ADHD in adults is poorly investigated and, although several studies have reported associations between this disorder and abnormal eating behaviour, so far it had not been described associations between ADHD and eating disorders in adults.
The results of the study conducted by researchers from the group of Psychiatry and Mental Health at the Bellvitge Biomedical Research Institute (IDIBELL) and the Unit of Eating Behaviour Disorders of the Bellvitge University Hospital, with the colaboration of the Department of Psychiatry of the Vall d’Hebron University Hospital, have been published in the online edition of the journal BMC Psychiatry.
ADHD symptoms related to hyperactivity such as impulsivity are very present in patients with eating disorders who participated in the study, but not in everyone, as explained Fernando Fernández-Aranda, head of the Unit of Eating Behavior Disorders of the Bellvitge University Hospital and IDIBELL researcher. These disorders “are found mainly in patients with a more impulsive personality: people suffering bulimia, binge eating disorders and unspecific eating disorders. On the other hand, more restrictive anorexic patients and those with more ability to control themselves do not show these symptoms.”
This research has allowed to develop a model that could be clinically useful for early detection of risk factors which could lead to an eating disorder.
ADHD symptoms are positively associated with impulsive personality traits and age. More impulsive and older patients have an increased risk of developing an eating disorder. Impulsivity is also associated with a greater severity of the disorder.
Moreover, these impulsivity ADHD symptoms are associated with low self-direction, a character trait that involves the ability to planning and achieving objectives in the medium and long-term. “So, patients with ADHD symptoms also have a worse prognosis because it is harder for them to be able to accomplish a treatment”, says Fernández-Aranda.
According to Fernández-Aranda, this model will be useful not only in the clinic but also for investigating brain circuits that regulate the reward system and that are similar in several behavioural pathologies such as eating disorders, pathological gambling and other behavioural addictions.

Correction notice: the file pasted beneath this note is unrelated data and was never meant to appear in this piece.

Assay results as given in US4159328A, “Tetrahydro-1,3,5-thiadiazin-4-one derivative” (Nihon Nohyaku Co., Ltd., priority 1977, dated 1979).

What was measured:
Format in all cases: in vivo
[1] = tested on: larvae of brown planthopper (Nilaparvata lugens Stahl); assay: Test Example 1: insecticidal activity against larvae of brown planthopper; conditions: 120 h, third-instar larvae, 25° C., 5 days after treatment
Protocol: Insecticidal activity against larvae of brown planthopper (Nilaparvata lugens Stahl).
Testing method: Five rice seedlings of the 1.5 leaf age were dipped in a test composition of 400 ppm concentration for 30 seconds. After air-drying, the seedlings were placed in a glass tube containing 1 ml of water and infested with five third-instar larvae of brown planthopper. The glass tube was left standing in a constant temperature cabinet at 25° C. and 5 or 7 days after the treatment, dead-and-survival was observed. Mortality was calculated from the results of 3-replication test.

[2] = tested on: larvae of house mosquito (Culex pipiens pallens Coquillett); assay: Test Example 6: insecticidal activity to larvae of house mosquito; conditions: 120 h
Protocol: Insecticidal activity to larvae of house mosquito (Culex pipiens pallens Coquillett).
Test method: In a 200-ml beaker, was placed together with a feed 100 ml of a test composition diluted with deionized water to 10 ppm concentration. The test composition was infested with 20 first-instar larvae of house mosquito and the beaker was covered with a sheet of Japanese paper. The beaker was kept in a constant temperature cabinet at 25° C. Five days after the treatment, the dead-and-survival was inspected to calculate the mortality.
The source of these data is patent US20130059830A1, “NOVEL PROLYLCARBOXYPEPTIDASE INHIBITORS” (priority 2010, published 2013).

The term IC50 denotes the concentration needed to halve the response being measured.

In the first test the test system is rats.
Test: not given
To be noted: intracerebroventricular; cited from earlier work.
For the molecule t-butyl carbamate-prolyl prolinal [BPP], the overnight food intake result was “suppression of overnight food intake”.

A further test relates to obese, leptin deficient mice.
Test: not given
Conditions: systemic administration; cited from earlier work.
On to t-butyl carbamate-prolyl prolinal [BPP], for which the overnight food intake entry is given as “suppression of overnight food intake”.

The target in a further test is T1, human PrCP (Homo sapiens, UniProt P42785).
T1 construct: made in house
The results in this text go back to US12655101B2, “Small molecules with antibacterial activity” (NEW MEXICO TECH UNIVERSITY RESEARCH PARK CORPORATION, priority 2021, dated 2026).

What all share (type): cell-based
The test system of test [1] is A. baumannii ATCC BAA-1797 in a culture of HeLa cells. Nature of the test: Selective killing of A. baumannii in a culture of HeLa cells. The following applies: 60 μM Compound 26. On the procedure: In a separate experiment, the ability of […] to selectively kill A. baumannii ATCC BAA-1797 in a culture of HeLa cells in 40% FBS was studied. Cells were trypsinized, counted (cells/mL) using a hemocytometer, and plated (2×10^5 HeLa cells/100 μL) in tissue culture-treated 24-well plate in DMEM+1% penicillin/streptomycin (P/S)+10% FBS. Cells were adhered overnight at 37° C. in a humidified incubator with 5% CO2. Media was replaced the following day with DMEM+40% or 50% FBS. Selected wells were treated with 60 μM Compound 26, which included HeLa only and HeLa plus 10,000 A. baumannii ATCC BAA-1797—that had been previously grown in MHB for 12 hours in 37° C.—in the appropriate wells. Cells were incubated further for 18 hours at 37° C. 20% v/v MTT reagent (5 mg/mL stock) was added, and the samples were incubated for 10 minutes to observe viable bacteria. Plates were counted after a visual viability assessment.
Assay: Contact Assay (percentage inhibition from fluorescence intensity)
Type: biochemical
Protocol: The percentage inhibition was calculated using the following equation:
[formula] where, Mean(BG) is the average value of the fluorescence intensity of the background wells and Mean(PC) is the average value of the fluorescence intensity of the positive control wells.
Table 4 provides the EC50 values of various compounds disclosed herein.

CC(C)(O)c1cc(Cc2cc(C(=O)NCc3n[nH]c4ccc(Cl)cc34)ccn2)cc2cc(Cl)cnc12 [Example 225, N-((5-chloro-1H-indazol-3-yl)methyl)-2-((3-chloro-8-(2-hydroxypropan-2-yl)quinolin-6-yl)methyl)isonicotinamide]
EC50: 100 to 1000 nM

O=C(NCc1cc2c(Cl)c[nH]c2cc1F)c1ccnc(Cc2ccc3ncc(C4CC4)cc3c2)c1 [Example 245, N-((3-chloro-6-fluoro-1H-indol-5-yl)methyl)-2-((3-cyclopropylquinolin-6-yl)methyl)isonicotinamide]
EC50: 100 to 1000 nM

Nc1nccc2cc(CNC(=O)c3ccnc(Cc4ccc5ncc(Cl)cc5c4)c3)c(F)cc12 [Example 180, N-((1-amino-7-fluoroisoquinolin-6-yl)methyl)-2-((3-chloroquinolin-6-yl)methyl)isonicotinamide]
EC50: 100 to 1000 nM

Fernández-Aranda F., Agüera Z., Castro R., Jiménez-Murcia S., Ramos-Quiroga J.A., Bosch R., Fagundo A.B., Granero R., Penelo E., Claes L., Sánchez I., Riesco N., Casas M. and Menchon J.M. AHDH symtomatology in eating disorders: a secondary psycopathological measure of severity? BMC Psyquiatry 2013, 13:166. Doi: 10.1186/1471-244X-13-166.
Bulimia. Eating behaviour disorder that primarily affects women between 18 and 30 concerned about their image. They usually start a diet to lose weight but they lose control and start shortly episodes of binge eating several times a day. After suffering the loss of control, they look for ways to compensate: 80% of them vomit and the rest make exercise disproportionately or restrict food for a while. The process is repeated up to seven or eight vomiting-binge episodes per day.
Binge Eating Disorder. The 90-95% of patients suffering from this eating disorder are obese persons who use food as an escape valve. Faced with emotional problems, they lose control and eat compulsively. They do not enjoy food like other obese people do.
Anorexia. Eating behaviour disorder that affects women between 14 and 30 years. It is characterized by an excessive preoccupation with the image and a distorted self-image. The affected follow a strict diet to lose weight. They can lose up to 15% of their normal weight and are afraid of gaining weight. 40% of the cases are restrictive, the rest combines binge eating and vomiting.
Institut d’Investigació Biomèdica de Bellvitge